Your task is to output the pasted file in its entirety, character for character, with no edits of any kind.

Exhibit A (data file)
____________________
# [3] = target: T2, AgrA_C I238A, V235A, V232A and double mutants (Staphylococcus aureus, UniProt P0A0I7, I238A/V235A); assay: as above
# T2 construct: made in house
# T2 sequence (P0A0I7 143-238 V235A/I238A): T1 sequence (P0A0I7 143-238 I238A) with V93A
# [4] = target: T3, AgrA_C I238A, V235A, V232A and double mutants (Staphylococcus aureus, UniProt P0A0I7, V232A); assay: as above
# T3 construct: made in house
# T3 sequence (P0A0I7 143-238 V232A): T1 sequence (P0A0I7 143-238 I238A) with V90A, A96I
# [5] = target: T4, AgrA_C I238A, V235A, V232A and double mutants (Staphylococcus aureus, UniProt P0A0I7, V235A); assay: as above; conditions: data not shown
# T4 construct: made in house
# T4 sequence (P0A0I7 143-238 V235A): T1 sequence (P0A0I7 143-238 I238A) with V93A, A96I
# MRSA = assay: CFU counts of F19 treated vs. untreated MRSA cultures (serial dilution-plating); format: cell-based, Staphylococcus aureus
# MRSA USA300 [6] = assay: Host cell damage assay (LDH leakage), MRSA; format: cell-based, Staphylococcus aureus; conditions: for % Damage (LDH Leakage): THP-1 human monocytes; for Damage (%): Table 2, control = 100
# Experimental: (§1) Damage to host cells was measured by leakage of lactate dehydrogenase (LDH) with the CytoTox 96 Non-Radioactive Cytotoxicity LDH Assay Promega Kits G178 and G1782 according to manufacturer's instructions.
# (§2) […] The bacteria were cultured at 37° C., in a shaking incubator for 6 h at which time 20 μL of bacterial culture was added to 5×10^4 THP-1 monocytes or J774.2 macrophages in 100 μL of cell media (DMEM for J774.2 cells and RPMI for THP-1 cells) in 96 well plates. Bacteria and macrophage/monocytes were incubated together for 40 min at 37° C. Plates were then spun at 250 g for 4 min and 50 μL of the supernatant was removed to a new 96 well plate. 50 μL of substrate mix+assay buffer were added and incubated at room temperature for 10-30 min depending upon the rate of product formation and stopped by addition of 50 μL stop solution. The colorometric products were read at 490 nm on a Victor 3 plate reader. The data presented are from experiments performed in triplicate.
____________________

# [3] = target: T2, AgrA_C I238A, V235A, V232A and double mutants (Staphylococcus aureus, UniProt P0A0I7, I238A/V235A); assay: as above
# T2 construct: made in house
# T2 sequence (P0A0I7 143-238 V235A/I238A): T1 sequence (P0A0I7 143-238 I238A) with V93A
# [4] = target: T3, AgrA_C I238A, V235A, V232A and double mutants (Staphylococcus aureus, UniProt P0A0I7, V232A); assay: as above
# T3 construct: made in house
# T3 sequence (P0A0I7 143-238 V232A): T1 sequence (P0A0I7 143-238 I238A) with V90A, A96I
# [5] = target: T4, AgrA_C I238A, V235A, V232A and double mutants (Staphylococcus aureus, UniProt P0A0I7, V235A); assay: as above; conditions: data not shown
# T4 construct: made in house
# T4 sequence (P0A0I7 143-238 V235A): T1 sequence (P0A0I7 143-238 I238A) with V93A, A96I
# MRSA = assay: CFU counts of F19 treated vs. untreated MRSA cultures (serial dilution-plating); format: cell-based, Staphylococcus aureus
# MRSA USA300 [6] = assay: Host cell damage assay (LDH leakage), MRSA; format: cell-based, Staphylococcus aureus; conditions: for % Damage (LDH Leakage): THP-1 human monocytes; for Damage (%): Table 2, control = 100
# Experimental: (§1) Damage to host cells was measured by leakage of lactate dehydrogenase (LDH) with the CytoTox 96 Non-Radioactive Cytotoxicity LDH Assay Promega Kits G178 and G1782 according to manufacturer's instructions.
# (§2) […] The bacteria were cultured at 37° C., in a shaking incubator for 6 h at which time 20 μL of bacterial culture was added to 5×10^4 THP-1 monocytes or J774.2 macrophages in 100 μL of cell media (DMEM for J774.2 cells and RPMI for THP-1 cells) in 96 well plates. Bacteria and macrophage/monocytes were incubated together for 40 min at 37° C. Plates were then spun at 250 g for 4 min and 50 μL of the supernatant was removed to a new 96 well plate. 50 μL of substrate mix+assay buffer were added and incubated at room temperature for 10-30 min depending upon the rate of product formation and stopped by addition of 50 μL stop solution. The colorometric products were read at 490 nm on a Victor 3 plate reader. The data presented are from experiments performed in triplicate.